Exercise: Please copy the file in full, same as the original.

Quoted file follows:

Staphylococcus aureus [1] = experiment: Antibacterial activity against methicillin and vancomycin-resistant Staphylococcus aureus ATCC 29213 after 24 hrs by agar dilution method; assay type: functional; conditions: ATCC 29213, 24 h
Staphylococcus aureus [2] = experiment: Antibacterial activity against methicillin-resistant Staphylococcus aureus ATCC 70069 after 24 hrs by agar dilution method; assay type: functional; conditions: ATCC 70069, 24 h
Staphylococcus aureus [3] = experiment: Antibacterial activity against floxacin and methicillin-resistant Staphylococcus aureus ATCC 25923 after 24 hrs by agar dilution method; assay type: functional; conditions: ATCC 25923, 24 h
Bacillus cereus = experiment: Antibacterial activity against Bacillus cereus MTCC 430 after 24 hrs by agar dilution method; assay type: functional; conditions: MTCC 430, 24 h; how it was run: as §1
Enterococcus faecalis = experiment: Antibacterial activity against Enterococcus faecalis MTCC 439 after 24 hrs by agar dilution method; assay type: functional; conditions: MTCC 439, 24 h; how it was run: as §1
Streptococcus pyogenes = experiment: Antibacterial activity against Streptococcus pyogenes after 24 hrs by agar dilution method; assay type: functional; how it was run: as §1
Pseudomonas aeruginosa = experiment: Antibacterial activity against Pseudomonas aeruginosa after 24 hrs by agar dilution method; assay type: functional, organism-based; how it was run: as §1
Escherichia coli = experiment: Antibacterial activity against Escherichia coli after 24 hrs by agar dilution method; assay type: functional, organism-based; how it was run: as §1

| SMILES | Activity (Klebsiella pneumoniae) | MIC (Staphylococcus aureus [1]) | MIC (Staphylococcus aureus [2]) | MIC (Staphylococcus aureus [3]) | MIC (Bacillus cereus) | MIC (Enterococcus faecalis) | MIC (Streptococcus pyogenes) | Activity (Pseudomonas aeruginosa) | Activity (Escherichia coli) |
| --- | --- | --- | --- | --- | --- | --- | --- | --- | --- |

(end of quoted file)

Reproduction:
Staphylococcus aureus [1] = experiment: Antibacterial activity against methicillin and vancomycin-resistant Staphylococcus aureus ATCC 29213 after 24 hrs by agar dilution method; assay type: functional; conditions: ATCC 29213, 24 h
Staphylococcus aureus [2] = experiment: Antibacterial activity against methicillin-resistant Staphylococcus aureus ATCC 70069 after 24 hrs by agar dilution method; assay type: functional; conditions: ATCC 70069, 24 h
Staphylococcus aureus [3] = experiment: Antibacterial activity against floxacin and methicillin-resistant Staphylococcus aureus ATCC 25923 after 24 hrs by agar dilution method; assay type: functional; conditions: ATCC 25923, 24 h
Bacillus cereus = experiment: Antibacterial activity against Bacillus cereus MTCC 430 after 24 hrs by agar dilution method; assay type: functional; conditions: MTCC 430, 24 h; how it was run: as §1
Enterococcus faecalis = experiment: Antibacterial activity against Enterococcus faecalis MTCC 439 after 24 hrs by agar dilution method; assay type: functional; conditions: MTCC 439, 24 h; how it was run: as §1
Streptococcus pyogenes = experiment: Antibacterial activity against Streptococcus pyogenes after 24 hrs by agar dilution method; assay type: functional; how it was run: as §1
Pseudomonas aeruginosa = experiment: Antibacterial activity against Pseudomonas aeruginosa after 24 hrs by agar dilution method; assay type: functional, organism-based; how it was run: as §1
Escherichia coli = experiment: Antibacterial activity against Escherichia coli after 24 hrs by agar dilution method; assay type: functional, organism-based; how it was run: as §1

| SMILES | Activity (Klebsiella pneumoniae) | MIC (Staphylococcus aureus [1]) | MIC (Staphylococcus aureus [2]) | MIC (Staphylococcus aureus [3]) | MIC (Bacillus cereus) | MIC (Enterococcus faecalis) | MIC (Streptococcus pyogenes) | Activity (Pseudomonas aeruginosa) | Activity (Escherichia coli) |
| --- | --- | --- | --- | --- | --- | --- | --- | --- | --- |